In April, the Court of Appeals assigned Judge Ransome Balcom to the case, Edward had no money to hire an attorney, but it's unlikely he would have actually used one anyway. Remember, he was an arrogant man and supremely confident of his own abilities. In court, he represented himself. And just as before, he was convincing. In fact, he was so convincing that the district attorney dropped the murder charges. It would be a waste of money to try him again.
Edward gloated his wife's family had failed once again. Of course, this sent the people in Tompkins County into FETs. They wanted revenge and they demanded his life one way or the other. So they stalked the jail where Edward was held. For the second time, they organized a lynch mob. Historian H.W. Brands says that vigilante justice was very common in the 1980s, particularly in rural areas. Mob justice has been a response by people who feel that the legal system does not actually align with justice, that what the law will punish doesn't match what justice and morals ought to punish.
It's not simply a matter of small town stuff.
Vigilante justice was used in the West as a way to maintain a measure of law before a sheriff's department and a court system could be set up. Lynching was also used to terrorize black people, especially in the south. New York City newspapers were disgusted by the reaction of people in the countryside, the New York Tribune wrote.
The citizens of Tompkins County are threatening to take the law into their own hands. We trust that the scenes, which have disgraced some of the Western states within the past few months, will not be repeated. In New York, the prosecutor felt immense public pressure. He was desperate to keep Edward in jail, so he quickly drew up another murder indictment. This one accused Edwards of killing his two month old daughter, Priscilla. There was no mention of Harriet in this case.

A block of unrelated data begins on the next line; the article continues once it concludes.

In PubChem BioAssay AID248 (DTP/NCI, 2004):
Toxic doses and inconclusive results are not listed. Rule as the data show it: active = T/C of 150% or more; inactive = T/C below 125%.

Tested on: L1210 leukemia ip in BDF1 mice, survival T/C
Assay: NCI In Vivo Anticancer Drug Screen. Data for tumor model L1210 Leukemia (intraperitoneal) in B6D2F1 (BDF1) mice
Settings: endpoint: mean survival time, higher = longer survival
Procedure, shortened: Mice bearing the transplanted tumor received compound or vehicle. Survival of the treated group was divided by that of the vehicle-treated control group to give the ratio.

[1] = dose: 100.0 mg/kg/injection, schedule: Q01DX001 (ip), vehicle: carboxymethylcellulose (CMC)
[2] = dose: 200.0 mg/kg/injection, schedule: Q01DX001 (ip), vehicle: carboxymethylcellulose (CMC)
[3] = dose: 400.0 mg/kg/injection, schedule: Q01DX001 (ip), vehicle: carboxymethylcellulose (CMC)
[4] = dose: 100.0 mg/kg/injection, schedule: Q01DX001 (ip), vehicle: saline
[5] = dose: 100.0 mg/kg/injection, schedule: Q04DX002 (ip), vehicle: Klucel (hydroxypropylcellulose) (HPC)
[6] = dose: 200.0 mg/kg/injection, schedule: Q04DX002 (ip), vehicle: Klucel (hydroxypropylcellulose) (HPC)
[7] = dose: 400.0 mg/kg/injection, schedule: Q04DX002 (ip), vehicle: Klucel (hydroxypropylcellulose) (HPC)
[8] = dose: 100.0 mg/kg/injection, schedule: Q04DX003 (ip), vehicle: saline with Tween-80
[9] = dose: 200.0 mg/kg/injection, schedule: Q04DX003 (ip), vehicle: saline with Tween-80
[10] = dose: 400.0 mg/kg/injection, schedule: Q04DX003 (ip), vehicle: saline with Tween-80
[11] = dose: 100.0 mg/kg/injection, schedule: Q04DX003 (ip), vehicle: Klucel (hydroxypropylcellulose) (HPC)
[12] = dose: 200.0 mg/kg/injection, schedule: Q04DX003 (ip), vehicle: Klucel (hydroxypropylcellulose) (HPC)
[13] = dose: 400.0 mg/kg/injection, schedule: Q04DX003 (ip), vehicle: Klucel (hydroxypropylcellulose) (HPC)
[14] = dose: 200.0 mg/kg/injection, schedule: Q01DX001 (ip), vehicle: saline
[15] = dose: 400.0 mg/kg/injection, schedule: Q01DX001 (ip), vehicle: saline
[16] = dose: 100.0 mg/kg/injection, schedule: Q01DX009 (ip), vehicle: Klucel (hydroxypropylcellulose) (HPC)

To avoid Edwards argument of double jeopardy, Craig Scott says that his family refused to allow the prosecutor to walk away from the case.
I thought it was pretty amazing that they they got that indictment. And in reading the trial transcript, they go through all scenarios of how he might have killed her, but the district attorney had to offer the judge a narrative. So the indictment simply described the various methods Edward might have used to murder her. The list was horrible. Police suspected that her father might have kicked her to death, strangled her with a silk handkerchief or bludgeoned her with a weapon.
He also might have poisoned her with arsenic dissolved in milk. Remember, he was a botanical doctor after all, he had admitted to sedating her so she would stop crying and then the D.A. offered a motive, one indicative of the fear generated by Edward rule of the indictment claimed that Edward did not have the fear of God before his eyes. It said he was moved and seduced by the institution of the devil, and that was enough to make just about everyone in Tompkins County eager to send him to the gallows.
Historian Esther Crane says they believed that only the noose could save them from evil.
Was there a strong opinion on the death penalty during this time period? People were for it. Don't forget, you know, I mean, we're still this is still an age where people get most of their ideas of the world from the Bible.